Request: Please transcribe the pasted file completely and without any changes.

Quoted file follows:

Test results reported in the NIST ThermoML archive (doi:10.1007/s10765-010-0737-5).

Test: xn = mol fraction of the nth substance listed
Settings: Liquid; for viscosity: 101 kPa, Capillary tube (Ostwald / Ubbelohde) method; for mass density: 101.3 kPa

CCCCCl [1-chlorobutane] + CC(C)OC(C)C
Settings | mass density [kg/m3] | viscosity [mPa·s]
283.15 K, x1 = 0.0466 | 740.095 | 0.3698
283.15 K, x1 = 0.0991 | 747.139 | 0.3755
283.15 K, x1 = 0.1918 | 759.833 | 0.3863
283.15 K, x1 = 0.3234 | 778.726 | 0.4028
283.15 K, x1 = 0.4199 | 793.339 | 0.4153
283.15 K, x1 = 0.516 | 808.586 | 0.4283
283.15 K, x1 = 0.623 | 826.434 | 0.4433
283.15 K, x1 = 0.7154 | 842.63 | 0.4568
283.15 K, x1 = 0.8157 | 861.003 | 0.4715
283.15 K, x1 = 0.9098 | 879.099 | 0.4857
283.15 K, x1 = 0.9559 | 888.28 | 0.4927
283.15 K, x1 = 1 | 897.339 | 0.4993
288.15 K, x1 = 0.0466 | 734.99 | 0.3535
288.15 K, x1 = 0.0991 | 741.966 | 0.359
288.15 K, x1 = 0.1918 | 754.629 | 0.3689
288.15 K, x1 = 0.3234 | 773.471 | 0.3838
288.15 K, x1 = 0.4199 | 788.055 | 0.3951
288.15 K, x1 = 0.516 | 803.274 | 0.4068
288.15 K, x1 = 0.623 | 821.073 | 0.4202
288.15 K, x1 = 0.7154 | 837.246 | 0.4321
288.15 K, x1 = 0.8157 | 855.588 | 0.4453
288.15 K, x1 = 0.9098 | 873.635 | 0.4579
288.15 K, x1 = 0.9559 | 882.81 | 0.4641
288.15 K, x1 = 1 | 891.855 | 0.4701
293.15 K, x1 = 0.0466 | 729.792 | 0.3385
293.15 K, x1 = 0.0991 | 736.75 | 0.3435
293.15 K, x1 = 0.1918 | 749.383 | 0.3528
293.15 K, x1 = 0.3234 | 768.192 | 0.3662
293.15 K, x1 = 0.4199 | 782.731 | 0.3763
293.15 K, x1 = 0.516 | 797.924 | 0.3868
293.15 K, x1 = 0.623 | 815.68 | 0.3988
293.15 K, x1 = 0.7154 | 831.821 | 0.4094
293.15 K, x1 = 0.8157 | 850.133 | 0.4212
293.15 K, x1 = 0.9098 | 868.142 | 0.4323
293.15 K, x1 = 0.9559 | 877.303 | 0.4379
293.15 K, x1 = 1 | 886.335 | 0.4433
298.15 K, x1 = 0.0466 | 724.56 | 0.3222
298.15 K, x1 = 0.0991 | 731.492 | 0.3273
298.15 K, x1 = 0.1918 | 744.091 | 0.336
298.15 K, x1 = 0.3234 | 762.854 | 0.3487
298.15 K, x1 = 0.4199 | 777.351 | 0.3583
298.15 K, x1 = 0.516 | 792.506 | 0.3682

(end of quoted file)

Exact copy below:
Test results reported in the NIST ThermoML archive (doi:10.1007/s10765-010-0737-5).

Test: xn = mol fraction of the nth substance listed
Settings: Liquid; for viscosity: 101 kPa, Capillary tube (Ostwald / Ubbelohde) method; for mass density: 101.3 kPa

CCCCCl [1-chlorobutane] + CC(C)OC(C)C
Settings | mass density [kg/m3] | viscosity [mPa·s]
283.15 K, x1 = 0.0466 | 740.095 | 0.3698
283.15 K, x1 = 0.0991 | 747.139 | 0.3755
283.15 K, x1 = 0.1918 | 759.833 | 0.3863
283.15 K, x1 = 0.3234 | 778.726 | 0.4028
283.15 K, x1 = 0.4199 | 793.339 | 0.4153
283.15 K, x1 = 0.516 | 808.586 | 0.4283
283.15 K, x1 = 0.623 | 826.434 | 0.4433
283.15 K, x1 = 0.7154 | 842.63 | 0.4568
283.15 K, x1 = 0.8157 | 861.003 | 0.4715
283.15 K, x1 = 0.9098 | 879.099 | 0.4857
283.15 K, x1 = 0.9559 | 888.28 | 0.4927
283.15 K, x1 = 1 | 897.339 | 0.4993
288.15 K, x1 = 0.0466 | 734.99 | 0.3535
288.15 K, x1 = 0.0991 | 741.966 | 0.359
288.15 K, x1 = 0.1918 | 754.629 | 0.3689
288.15 K, x1 = 0.3234 | 773.471 | 0.3838
288.15 K, x1 = 0.4199 | 788.055 | 0.3951
288.15 K, x1 = 0.516 | 803.274 | 0.4068
288.15 K, x1 = 0.623 | 821.073 | 0.4202
288.15 K, x1 = 0.7154 | 837.246 | 0.4321
288.15 K, x1 = 0.8157 | 855.588 | 0.4453
288.15 K, x1 = 0.9098 | 873.635 | 0.4579
288.15 K, x1 = 0.9559 | 882.81 | 0.4641
288.15 K, x1 = 1 | 891.855 | 0.4701
293.15 K, x1 = 0.0466 | 729.792 | 0.3385
293.15 K, x1 = 0.0991 | 736.75 | 0.3435
293.15 K, x1 = 0.1918 | 749.383 | 0.3528
293.15 K, x1 = 0.3234 | 768.192 | 0.3662
293.15 K, x1 = 0.4199 | 782.731 | 0.3763
293.15 K, x1 = 0.516 | 797.924 | 0.3868
293.15 K, x1 = 0.623 | 815.68 | 0.3988
293.15 K, x1 = 0.7154 | 831.821 | 0.4094
293.15 K, x1 = 0.8157 | 850.133 | 0.4212
293.15 K, x1 = 0.9098 | 868.142 | 0.4323
293.15 K, x1 = 0.9559 | 877.303 | 0.4379
293.15 K, x1 = 1 | 886.335 | 0.4433
298.15 K, x1 = 0.0466 | 724.56 | 0.3222
298.15 K, x1 = 0.0991 | 731.492 | 0.3273
298.15 K, x1 = 0.1918 | 744.091 | 0.336
298.15 K, x1 = 0.3234 | 762.854 | 0.3487
298.15 K, x1 = 0.4199 | 777.351 | 0.3583
298.15 K, x1 = 0.516 | 792.506 | 0.3682